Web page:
During a Pap test your doctor will do an internal examination of the vagina and take a small sample of cells from your cervix. You may feel some discomfort. While doing the Pap test, the doctor should also perform an external examination of the vulva to check for such conditions as herpes and genital warts (see Chapter 7, Your sexual health and Chapter 9, Monitoring your health).

Cervical dysplasia, an abnormal growth of cells of the cervix that can be detected by a Pap test, is more common in women with HIV, especially in women with advanced HIV disease. It is often more severe and difficult to treat than in HIV-negative women. Staying on your anti-HIV drugs, as well as early detection and treatment can prevent the progression of dysplasia to cervical cancer, a life-threatening illness. Cervical dysplasia is caused by infection with a virus called human papillomavirus (HPV). HPV is a sexually transmitted virus that can also cause genital warts (see Chapter 7, Your sexual health).

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Pregnancy and HIV

You can have a healthy pregnancy if you are HIV positive provides extensive information on planning, conceiving, pregnancy and birth.

Birth control

Having HIV can make choosing a birth control method more complicated because women with HIV must consider other factors such as the potential for interactions between anti-HIV drugs and some hormonal contraceptives.

Many women with HIV choose to use birth control. Having HIV can make choosing a birth control method more complicated because women with HIV must consider the potential for interactions between anti-HIV drugs and some hormonal contraceptives.

Condoms are often used as birth control by women and men with HIV because they are a birth control method that also effectively reduces sexually transmitted infections.  There are numerous benefits to using condoms:

  • internal (“female”) and external (“male”) condoms are effective ways to prevent the transmission of HIV and many other sexually transmitted infections;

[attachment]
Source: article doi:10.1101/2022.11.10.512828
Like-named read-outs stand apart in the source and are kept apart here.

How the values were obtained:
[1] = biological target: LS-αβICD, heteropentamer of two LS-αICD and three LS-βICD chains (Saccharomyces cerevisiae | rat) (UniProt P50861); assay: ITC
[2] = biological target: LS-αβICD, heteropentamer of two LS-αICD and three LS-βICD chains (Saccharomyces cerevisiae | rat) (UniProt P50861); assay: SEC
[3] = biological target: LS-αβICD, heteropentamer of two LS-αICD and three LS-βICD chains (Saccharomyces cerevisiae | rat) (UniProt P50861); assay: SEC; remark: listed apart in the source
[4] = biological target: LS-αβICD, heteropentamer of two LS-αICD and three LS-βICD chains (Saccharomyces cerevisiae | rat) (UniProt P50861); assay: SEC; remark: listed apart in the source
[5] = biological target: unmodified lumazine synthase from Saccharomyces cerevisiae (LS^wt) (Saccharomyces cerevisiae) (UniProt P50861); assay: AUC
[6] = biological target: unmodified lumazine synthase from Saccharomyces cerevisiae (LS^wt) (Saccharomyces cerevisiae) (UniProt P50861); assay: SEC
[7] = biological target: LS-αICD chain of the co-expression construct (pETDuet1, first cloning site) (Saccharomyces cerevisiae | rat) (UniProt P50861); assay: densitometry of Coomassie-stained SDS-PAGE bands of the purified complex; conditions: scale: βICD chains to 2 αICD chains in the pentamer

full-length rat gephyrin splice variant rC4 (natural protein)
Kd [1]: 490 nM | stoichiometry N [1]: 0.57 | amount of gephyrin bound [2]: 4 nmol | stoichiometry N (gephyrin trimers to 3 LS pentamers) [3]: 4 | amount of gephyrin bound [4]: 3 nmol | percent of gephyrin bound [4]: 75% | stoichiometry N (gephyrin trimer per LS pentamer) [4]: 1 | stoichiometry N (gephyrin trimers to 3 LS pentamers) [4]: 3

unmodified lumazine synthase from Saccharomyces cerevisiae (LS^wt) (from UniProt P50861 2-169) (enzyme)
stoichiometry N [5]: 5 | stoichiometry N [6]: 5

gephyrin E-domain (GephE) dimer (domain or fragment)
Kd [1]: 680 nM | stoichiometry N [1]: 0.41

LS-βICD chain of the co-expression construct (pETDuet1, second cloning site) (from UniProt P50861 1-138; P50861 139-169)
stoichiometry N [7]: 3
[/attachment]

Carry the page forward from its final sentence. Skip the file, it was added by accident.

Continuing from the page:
• condoms are up to 98 per cent effective at preventing pregnancy if used correctly;
  • the internal condom is the only female-controlled method of birth control that also provides protection from sexually transmitted infections;
  • the internal condom can be inserted prior to a sexual encounter;
  • you don’t need a prescription to buy condoms.

There are drawbacks to using condoms:

  • condoms can break if not put on correctly;
  • using an external condom requires full co-operation from your insertive partner;
  • condoms are perceived by some to decrease sexual pleasure;
  • internal condoms are expensive and not available everywhere in Canada.

Other birth control methods can also be used, although they have no effect on HIV and STI transmission. Before deciding on a birth control method, an HIV-positive woman should consider some important questions. 

  • Will this birth control method interact with my anti-HIV drugs or other drugs I am taking?
  • How well can I incorporate it into my lifestyle?
  • How effective is it at preventing pregnancy?
  • How safe is it?
  • How affordable is it?
  • How will it impact my chances of getting pregnant in the future if I choose to?

Currently available contraceptive methods include:

  • hormonal contraceptives;
  • diaphragms and cervical caps;
  • spermicides;
  • permanent birth control;
  • natural birth control, such as the rhythm method;
  • emergency contraception or the “morning after” pill.